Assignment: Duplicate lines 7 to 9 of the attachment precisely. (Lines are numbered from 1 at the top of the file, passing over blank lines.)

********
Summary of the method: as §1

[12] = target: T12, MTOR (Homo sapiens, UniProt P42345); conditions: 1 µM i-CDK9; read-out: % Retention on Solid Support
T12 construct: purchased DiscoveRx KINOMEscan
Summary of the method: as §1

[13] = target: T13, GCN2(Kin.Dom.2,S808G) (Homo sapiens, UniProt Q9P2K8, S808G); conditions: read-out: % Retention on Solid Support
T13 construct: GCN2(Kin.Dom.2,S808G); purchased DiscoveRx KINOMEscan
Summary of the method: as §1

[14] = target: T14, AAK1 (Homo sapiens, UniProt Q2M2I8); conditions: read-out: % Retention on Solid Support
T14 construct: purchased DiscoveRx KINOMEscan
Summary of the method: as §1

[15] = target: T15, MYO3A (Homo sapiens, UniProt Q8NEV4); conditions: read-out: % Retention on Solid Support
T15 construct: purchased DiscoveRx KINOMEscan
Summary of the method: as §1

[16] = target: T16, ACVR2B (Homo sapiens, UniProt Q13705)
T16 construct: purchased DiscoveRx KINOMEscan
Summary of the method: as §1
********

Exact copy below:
Summary of the method: as §1

[14] = target: T14, AAK1 (Homo sapiens, UniProt Q2M2I8); conditions: read-out: % Retention on Solid Support
T14 construct: purchased DiscoveRx KINOMEscan